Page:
In other words, re-designing institutions according to universal criteria – inclusivity, efficiency, equality – is fine only when reformers understand that their reforms will fundamentally change the nature of those institutions. Since we don’t typically understand how an institution grew to be successful, this is risky.
For an institution to have an identity, a special purpose of any kind, is inevitably discriminatory. There’s no sense in its devoting resources – man-hours, space, funds – to those who don’t want the explicit goods it offers, or can’t benefit from them. This point extends to those who oppose those goods. There might also be features of the institution which allow it to secure implicit goods, which those running the institution struggle to articulate to ‘surveyors’ on the outside who want to decide the rules of those institutions. And there will be people who can’t benefit from those implicit goods, and so it makes sense for the institution to be able to ‘discriminate against’ them, too.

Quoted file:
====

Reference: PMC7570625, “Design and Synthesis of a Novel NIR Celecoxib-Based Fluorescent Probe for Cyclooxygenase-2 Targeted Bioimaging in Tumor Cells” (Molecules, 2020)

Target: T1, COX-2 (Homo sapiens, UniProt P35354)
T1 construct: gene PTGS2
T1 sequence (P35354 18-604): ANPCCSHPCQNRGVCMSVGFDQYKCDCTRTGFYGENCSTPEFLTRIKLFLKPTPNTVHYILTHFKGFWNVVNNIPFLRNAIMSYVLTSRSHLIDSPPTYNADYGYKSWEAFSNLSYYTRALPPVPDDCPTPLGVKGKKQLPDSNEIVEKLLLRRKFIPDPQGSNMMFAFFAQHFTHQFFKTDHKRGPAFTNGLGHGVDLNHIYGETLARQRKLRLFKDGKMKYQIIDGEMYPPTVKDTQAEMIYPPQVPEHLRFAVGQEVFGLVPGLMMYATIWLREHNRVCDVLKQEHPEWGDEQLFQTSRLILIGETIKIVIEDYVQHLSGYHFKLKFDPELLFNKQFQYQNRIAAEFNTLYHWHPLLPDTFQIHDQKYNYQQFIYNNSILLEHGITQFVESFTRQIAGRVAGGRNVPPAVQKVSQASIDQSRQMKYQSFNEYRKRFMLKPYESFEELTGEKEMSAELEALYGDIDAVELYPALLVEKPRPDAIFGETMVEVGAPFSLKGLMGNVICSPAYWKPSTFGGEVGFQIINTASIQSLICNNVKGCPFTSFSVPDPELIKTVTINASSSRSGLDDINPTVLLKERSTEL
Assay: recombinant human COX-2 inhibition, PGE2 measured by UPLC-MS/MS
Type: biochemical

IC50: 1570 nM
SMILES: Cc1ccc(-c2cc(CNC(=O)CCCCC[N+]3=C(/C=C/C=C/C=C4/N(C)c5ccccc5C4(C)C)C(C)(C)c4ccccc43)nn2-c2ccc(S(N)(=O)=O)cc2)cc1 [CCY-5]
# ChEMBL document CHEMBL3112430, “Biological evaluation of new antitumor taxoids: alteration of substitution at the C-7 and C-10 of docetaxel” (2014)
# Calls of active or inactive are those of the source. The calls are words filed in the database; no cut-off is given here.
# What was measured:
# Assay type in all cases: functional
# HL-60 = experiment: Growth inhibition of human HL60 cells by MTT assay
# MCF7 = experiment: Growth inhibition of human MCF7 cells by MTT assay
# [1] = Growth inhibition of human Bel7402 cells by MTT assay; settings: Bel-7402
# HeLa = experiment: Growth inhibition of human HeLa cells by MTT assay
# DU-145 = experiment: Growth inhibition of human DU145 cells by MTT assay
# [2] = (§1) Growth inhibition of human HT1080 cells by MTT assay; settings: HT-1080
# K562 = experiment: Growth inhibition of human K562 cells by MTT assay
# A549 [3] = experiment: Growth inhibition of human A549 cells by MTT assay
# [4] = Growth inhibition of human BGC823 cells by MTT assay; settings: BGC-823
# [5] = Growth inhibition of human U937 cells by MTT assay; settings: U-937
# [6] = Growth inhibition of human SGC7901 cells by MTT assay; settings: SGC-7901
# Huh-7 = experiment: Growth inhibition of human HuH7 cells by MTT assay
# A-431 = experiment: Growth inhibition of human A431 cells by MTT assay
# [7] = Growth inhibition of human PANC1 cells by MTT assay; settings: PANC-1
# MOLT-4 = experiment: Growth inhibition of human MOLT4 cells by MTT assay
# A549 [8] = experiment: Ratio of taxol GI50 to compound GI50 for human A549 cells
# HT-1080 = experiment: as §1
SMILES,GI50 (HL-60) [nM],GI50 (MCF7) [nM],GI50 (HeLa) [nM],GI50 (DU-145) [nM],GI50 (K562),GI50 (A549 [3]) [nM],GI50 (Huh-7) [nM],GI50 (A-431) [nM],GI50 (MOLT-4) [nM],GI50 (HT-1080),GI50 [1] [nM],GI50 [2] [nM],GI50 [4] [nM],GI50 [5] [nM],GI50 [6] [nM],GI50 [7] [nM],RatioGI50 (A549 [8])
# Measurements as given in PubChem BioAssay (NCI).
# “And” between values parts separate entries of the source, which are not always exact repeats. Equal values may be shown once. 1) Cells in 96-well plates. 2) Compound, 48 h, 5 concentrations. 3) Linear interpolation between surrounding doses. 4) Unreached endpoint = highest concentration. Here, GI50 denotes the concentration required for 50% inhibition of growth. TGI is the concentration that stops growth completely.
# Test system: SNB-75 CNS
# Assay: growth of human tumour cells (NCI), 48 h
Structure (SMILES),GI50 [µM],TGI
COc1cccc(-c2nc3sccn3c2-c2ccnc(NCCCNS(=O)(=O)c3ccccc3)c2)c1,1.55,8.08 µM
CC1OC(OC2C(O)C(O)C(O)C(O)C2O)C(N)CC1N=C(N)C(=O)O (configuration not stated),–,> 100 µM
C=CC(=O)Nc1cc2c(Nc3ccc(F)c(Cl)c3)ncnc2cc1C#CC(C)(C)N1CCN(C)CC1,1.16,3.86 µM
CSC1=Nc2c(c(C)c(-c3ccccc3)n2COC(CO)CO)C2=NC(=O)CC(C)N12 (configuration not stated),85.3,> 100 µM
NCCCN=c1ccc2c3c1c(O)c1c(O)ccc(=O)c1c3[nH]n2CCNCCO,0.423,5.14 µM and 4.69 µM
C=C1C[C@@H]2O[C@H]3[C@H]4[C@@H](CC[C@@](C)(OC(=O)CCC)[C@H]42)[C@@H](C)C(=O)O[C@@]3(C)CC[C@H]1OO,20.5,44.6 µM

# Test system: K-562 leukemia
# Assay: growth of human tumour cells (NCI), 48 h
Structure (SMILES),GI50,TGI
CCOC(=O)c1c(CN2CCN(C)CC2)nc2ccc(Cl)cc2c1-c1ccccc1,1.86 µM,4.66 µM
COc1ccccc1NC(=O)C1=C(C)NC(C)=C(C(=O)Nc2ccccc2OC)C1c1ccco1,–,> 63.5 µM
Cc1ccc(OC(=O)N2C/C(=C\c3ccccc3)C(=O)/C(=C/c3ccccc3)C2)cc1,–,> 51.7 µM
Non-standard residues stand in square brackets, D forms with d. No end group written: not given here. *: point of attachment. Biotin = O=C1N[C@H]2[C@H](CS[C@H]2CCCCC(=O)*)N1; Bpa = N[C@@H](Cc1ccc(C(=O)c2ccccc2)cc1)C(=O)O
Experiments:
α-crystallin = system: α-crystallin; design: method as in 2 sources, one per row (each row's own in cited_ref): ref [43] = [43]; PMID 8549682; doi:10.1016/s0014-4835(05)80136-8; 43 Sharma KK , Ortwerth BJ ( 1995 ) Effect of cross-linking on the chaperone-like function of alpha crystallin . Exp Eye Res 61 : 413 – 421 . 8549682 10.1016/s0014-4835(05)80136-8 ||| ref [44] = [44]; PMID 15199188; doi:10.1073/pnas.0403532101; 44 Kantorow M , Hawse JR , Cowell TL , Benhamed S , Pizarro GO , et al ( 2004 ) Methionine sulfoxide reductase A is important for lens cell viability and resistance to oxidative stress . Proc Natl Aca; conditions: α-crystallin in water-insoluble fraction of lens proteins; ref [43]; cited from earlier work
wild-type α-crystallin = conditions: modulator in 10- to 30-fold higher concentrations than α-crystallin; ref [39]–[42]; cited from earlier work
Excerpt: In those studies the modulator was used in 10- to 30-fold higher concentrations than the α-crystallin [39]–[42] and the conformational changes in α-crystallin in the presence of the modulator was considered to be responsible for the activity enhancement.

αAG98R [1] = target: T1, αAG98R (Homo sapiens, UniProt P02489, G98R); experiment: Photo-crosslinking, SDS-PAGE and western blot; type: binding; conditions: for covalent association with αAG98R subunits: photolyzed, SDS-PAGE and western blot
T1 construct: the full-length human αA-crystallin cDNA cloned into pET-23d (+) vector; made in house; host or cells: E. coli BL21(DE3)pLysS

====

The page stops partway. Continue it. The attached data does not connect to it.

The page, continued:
Consider our easy case – the Regency balls familiar from Jane Austen. It makes no sense to invite Mr Bingley’s sister to one, or for her to complain if she attends. Here are some more easy examples: Job Centres should be able to discriminate against the employed when deciding whose cases to handle. Schools should be able to discriminate against adults who want to enrol as pupils. We have different institutions for remedial learning for adults. Let’s press the principle: a primary purpose of a Scout troop is to instil discipline and patriotism in children, so not only should it be able to say adults can’t become scouts, but it might also justly exclude the children of parents who are libertines and anarchists and will frustrate the organization’s goals.